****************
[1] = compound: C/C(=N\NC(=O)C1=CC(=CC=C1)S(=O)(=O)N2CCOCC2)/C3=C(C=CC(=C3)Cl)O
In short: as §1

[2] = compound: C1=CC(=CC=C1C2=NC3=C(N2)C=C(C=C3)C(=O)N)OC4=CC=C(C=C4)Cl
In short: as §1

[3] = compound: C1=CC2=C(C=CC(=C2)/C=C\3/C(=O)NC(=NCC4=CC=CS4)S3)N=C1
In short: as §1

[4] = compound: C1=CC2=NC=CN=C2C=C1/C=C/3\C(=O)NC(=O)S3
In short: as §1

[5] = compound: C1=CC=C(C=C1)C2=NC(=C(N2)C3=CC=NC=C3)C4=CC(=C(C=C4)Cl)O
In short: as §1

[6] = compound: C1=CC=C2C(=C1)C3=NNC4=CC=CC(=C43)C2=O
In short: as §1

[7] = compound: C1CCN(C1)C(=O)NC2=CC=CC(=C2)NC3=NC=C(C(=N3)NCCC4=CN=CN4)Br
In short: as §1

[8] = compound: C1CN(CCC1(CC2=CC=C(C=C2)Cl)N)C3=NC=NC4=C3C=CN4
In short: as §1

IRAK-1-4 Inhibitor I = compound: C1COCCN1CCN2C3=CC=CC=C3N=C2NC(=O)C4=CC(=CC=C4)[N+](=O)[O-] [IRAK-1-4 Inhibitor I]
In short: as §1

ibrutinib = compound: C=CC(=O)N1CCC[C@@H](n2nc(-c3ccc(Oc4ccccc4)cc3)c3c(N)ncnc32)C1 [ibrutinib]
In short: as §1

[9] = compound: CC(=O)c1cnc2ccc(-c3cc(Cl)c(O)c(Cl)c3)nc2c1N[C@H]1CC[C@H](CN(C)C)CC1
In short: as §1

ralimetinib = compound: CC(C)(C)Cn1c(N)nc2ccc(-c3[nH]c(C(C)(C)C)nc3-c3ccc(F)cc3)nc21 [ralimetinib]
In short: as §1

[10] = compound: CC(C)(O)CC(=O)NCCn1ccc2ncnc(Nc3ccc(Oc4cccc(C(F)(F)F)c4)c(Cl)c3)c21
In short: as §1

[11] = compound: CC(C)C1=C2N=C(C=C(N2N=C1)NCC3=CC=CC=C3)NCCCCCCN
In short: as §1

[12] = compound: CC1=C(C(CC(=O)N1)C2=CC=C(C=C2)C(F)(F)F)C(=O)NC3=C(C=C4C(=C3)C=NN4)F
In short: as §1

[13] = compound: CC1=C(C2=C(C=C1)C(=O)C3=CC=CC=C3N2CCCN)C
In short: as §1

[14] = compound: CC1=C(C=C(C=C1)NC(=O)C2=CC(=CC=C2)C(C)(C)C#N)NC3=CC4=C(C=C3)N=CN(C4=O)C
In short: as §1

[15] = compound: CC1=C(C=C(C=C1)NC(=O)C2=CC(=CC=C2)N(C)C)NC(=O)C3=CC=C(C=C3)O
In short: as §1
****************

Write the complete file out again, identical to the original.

[1] = compound: C/C(=N\NC(=O)C1=CC(=CC=C1)S(=O)(=O)N2CCOCC2)/C3=C(C=CC(=C3)Cl)O
In short: as §1

[2] = compound: C1=CC(=CC=C1C2=NC3=C(N2)C=C(C=C3)C(=O)N)OC4=CC=C(C=C4)Cl
In short: as §1

[3] = compound: C1=CC2=C(C=CC(=C2)/C=C\3/C(=O)NC(=NCC4=CC=CS4)S3)N=C1
In short: as §1

[4] = compound: C1=CC2=NC=CN=C2C=C1/C=C/3\C(=O)NC(=O)S3
In short: as §1

[5] = compound: C1=CC=C(C=C1)C2=NC(=C(N2)C3=CC=NC=C3)C4=CC(=C(C=C4)Cl)O
In short: as §1

[6] = compound: C1=CC=C2C(=C1)C3=NNC4=CC=CC(=C43)C2=O
In short: as §1

[7] = compound: C1CCN(C1)C(=O)NC2=CC=CC(=C2)NC3=NC=C(C(=N3)NCCC4=CN=CN4)Br
In short: as §1

[8] = compound: C1CN(CCC1(CC2=CC=C(C=C2)Cl)N)C3=NC=NC4=C3C=CN4
In short: as §1

IRAK-1-4 Inhibitor I = compound: C1COCCN1CCN2C3=CC=CC=C3N=C2NC(=O)C4=CC(=CC=C4)[N+](=O)[O-] [IRAK-1-4 Inhibitor I]
In short: as §1

ibrutinib = compound: C=CC(=O)N1CCC[C@@H](n2nc(-c3ccc(Oc4ccccc4)cc3)c3c(N)ncnc32)C1 [ibrutinib]
In short: as §1

[9] = compound: CC(=O)c1cnc2ccc(-c3cc(Cl)c(O)c(Cl)c3)nc2c1N[C@H]1CC[C@H](CN(C)C)CC1
In short: as §1

ralimetinib = compound: CC(C)(C)Cn1c(N)nc2ccc(-c3[nH]c(C(C)(C)C)nc3-c3ccc(F)cc3)nc21 [ralimetinib]
In short: as §1

[10] = compound: CC(C)(O)CC(=O)NCCn1ccc2ncnc(Nc3ccc(Oc4cccc(C(F)(F)F)c4)c(Cl)c3)c21
In short: as §1

[11] = compound: CC(C)C1=C2N=C(C=C(N2N=C1)NCC3=CC=CC=C3)NCCCCCCN
In short: as §1

[12] = compound: CC1=C(C(CC(=O)N1)C2=CC=C(C=C2)C(F)(F)F)C(=O)NC3=C(C=C4C(=C3)C=NN4)F
In short: as §1

[13] = compound: CC1=C(C2=C(C=C1)C(=O)C3=CC=CC=C3N2CCCN)C
In short: as §1

[14] = compound: CC1=C(C=C(C=C1)NC(=O)C2=CC(=CC=C2)C(C)(C)C#N)NC3=CC4=C(C=C3)N=CN(C4=O)C
In short: as §1

[15] = compound: CC1=C(C=C(C=C1)NC(=O)C2=CC(=CC=C2)N(C)C)NC(=O)C3=CC=C(C=C3)O
In short: as §1